Hannan Abid, a former student of the Science Research Mentoring Program (SRMP) at the American Museum of Natural History (AMNH), devoted his time in SRMP to to re-categorizing the bird specimens obtained on the Whitney South Seas Expedition.
What was the Whitney South Seas Expedition?
Back in the early 1900s a crew of researchers from the American Museum of Natural History (AMNH) went to the south seas to study the biodiversity of the islands there.. On their journey, the scientists collected bird samples from the area and had countless adventures. However, the specimens the researchers brought back from their trip were not catalogued properly, making them difficult to use.The information needed to fix this categorization problem lies forgotten in field journals and hand-written inventories from their trip.
Hannan, his mentor Paul Sweet, and another SRMP student, painstakingly went through the field journals from the expedition and hand-written inventories of the south seas specimens to decipher exactly where and when each bird was found.
Why is it important to know such specific information about each one of the over 40,000 bird specimens from the Whitney South Seas Expedition? Here’s one example: the birds and information collected on the expedition are windows into the past preserving the biodiversity of the south seas in the early 1900s. This knowledge is valuable to any researchers studying the area now, or researching how the south seas have changed over time.
Hannan found that studying the Whitney South Seas collection was quite entertaining. While combing through field journals for data on the bird samples Hannan came across many stories about the escapades of the expeditioners in the south seas. One story about a cooking pot Hannan says he “will probably never forget.”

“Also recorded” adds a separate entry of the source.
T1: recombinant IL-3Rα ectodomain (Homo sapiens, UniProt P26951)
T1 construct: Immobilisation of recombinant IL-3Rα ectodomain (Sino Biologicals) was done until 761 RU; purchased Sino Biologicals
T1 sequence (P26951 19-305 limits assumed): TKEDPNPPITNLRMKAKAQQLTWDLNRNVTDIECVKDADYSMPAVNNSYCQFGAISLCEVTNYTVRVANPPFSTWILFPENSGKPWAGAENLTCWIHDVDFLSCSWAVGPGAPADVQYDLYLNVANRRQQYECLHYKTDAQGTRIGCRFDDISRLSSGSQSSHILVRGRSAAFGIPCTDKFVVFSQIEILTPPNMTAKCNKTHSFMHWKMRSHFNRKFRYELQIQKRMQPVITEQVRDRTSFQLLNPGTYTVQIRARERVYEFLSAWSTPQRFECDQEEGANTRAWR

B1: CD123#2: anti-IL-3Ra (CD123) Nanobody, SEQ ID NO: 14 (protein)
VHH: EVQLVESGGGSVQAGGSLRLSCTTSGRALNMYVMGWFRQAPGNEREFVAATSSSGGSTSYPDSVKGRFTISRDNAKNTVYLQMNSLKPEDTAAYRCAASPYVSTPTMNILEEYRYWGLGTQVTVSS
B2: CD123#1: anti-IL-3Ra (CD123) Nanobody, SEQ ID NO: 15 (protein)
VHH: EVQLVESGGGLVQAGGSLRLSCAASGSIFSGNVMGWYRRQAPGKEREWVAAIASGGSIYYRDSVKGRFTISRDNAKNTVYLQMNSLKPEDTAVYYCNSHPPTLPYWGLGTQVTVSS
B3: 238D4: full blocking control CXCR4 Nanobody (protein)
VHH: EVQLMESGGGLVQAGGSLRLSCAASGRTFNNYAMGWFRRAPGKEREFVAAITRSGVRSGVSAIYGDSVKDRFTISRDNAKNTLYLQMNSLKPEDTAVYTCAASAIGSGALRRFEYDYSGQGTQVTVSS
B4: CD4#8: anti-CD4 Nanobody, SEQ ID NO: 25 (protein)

During their travels the researchers required assistance from the local inhabitants. These people were paid for their help in rice and other food.
After a hard climb up a mountain the local assistants wanted to cook the food they’ed received as payment, but no one in the village had a pot large enough for the meal they were going to make. Undeterred, the cooks went to the center of the village and beat a drum several times. Fifteen minutes later some villagers from a neighboring settlement arrived with the perfect sized pot and the cooking commenced.
Before SRMP Hannan said he didn’t even know that high school students could be involved in novel scientific research. “ I always thought it [research] was something for college graduates. When I did find out about SRMP, my interest shifted from just learning about science in a classroom to being part of the scientific community.”
Hannan found his work cataloguing the Whitney South Seas collection was the most fulfilling during the “final days of SRMP when everything is coming together. I felt really proud, because everything that my team and I worked on for a whole year was coming together and it was a huge accomplishment.”
Now, Hannan has graduated SRMP is in the pre-health track at Hunter College in New York City. He says “I’m still on the lookout for possible research opportunities.”
Interested doing scientific research? Check out the science research internships for high school students listed under “Consortium Programs” on the homepage of our website.
This Alumni Profile was written by Olivia Allison Asher, SRMP alumna, member of the Consortium Alumni Youth Council, intern with the Gotham Coyote Project, and author of The Science Notebook Blog.